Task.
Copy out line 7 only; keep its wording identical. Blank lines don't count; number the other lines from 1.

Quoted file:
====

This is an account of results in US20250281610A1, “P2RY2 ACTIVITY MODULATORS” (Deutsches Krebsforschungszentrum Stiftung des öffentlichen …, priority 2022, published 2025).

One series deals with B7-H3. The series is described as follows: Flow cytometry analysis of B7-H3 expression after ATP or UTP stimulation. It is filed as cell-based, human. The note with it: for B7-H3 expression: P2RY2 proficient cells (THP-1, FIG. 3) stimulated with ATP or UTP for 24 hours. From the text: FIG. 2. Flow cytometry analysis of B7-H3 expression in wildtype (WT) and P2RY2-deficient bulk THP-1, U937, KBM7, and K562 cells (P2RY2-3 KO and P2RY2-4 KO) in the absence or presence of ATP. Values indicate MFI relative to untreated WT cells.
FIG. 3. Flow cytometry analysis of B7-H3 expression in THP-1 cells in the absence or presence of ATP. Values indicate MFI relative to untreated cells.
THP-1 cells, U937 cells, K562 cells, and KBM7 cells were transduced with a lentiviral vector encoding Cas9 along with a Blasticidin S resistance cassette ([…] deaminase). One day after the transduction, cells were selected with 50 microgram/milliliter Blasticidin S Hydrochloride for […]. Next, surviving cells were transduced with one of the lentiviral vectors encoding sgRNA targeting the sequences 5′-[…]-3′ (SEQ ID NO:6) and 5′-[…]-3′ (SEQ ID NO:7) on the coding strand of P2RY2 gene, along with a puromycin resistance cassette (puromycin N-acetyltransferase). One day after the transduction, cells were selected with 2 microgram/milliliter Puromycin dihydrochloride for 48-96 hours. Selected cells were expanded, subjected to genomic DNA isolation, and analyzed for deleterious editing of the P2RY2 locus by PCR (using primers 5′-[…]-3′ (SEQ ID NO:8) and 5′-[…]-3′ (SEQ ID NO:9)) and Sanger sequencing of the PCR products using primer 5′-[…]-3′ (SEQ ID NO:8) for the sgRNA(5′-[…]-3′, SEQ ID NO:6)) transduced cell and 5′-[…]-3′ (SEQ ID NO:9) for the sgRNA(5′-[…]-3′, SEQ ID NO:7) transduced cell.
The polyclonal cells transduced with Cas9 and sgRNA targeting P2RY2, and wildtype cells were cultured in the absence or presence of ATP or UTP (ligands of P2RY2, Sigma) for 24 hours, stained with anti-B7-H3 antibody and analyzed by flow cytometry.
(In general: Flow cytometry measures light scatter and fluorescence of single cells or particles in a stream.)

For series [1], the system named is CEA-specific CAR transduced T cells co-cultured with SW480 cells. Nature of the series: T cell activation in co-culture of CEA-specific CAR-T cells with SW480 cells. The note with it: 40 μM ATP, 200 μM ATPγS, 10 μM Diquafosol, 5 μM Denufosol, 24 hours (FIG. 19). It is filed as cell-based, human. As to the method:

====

For series [1], the system named is CEA-specific CAR transduced T cells co-cultured with SW480 cells. Nature of the series: T cell activation in co-culture of CEA-specific CAR-T cells with SW480 cells. The note with it: 40 μM ATP, 200 μM ATPγS, 10 μM Diquafosol, 5 μM Denufosol, 24 hours (FIG. 19). It is filed as cell-based, human. As to the method: